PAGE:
Submitted by admin on Fri, 09/11/2015 - 14:16

Philip Guston's fifty-year career stands as a unique allegory of the changing conditions of American art in the latter half of the twentieth century. Evolving an imagery that moved from "Symbolic Realism" to abstraction and back to a searching form of autobiographical figuration in the last decade of his life, Guston engaged each decade as if it needed to be seen anew and the meaning of the moment renegotiated.

In the Museum's Untitled, 1963 and Drawing, 1965, the ink lines are relaxed into lyrical shapes. As he had begun to do with painting, Guston now approached drawing as an intuitive process of image discovery, often creating strange, unexpected shapes that vaguely resemble stones.

The gray area between form and non-form was a compelling subject of investigation in much of Guston's work from the late 1950s to the late 1960s. In The Light, 1964, three dark, ambiguous shapes float in a gestural field of gray-pink. Like premonitions, these half-formed shapes suggest the presence of an object, and even the possibility of a vague narrative. Although he had become recognized as a key member of the Abstract Expressionists, Guston was beginning to court imagery again, engaging what he called "the weight of the familiar,"(1) but insisting that the images grow or emerge intuitively from the process of applying paint.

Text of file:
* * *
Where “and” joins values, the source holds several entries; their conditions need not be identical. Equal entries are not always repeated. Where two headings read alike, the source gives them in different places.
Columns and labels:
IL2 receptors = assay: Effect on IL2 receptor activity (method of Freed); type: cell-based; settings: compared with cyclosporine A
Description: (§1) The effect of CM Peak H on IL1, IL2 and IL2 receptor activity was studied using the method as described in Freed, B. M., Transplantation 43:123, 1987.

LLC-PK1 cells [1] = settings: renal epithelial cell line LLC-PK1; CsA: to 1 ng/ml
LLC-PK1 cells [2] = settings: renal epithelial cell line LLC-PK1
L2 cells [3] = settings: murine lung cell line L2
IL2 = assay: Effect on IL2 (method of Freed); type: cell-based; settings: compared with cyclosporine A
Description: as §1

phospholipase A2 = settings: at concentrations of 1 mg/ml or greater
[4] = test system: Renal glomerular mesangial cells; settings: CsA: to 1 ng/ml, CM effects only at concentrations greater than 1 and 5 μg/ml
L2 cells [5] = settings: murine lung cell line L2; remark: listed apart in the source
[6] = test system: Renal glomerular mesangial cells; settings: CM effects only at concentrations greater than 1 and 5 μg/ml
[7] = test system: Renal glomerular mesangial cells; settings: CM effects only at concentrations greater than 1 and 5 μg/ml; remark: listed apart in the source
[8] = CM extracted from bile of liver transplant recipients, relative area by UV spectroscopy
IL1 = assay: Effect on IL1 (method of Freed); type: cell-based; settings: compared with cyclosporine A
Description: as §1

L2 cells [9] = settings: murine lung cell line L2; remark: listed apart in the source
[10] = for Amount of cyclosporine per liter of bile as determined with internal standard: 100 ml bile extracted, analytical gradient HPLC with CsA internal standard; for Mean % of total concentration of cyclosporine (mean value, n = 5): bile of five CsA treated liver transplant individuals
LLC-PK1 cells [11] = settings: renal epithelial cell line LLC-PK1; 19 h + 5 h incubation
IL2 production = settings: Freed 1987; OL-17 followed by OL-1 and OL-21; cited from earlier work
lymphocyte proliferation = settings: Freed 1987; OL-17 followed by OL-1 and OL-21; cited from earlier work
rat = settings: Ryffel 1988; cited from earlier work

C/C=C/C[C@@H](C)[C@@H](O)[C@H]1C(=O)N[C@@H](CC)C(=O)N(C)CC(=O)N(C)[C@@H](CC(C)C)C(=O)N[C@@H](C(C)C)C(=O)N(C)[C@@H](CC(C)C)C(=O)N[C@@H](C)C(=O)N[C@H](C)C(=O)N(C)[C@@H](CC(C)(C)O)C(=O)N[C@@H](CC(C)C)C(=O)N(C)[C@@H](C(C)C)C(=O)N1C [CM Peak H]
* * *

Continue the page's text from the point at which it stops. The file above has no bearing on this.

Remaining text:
These inflected abstractions of the 1960s projected Guston's growing conviction that subjectivity does not exist in a vacuum. It is a result of engaging the world at large. In 1960, three years before completing The Light, Guston made a startling assessment for a successful abstract painter: "There is something ridiculous and miserly in the myth we inherit from abstract art: that painting is autonomous, pure and for itself, and therefore we habitually define its ingredients and define its limits. But painting is 'impure.' It is the adjustment of impurities, which forces painting’s continuity. We are image-makers and image-ridden."(2) As he had gradually deconstructed the representational image in the late 1940s, Guston was now reconstructing it.

—Michael Auping

(1) Dore Ashton, A Critical Study of Philip Guston (Berkeley, Los Angeles, and Oxford: University of California Press, 1976): 148.

(2) Musa Mayer, Night Studio: A Memoir of Philip Guston (New York: Alfred A. Knopf, Inc., 1988): 141.

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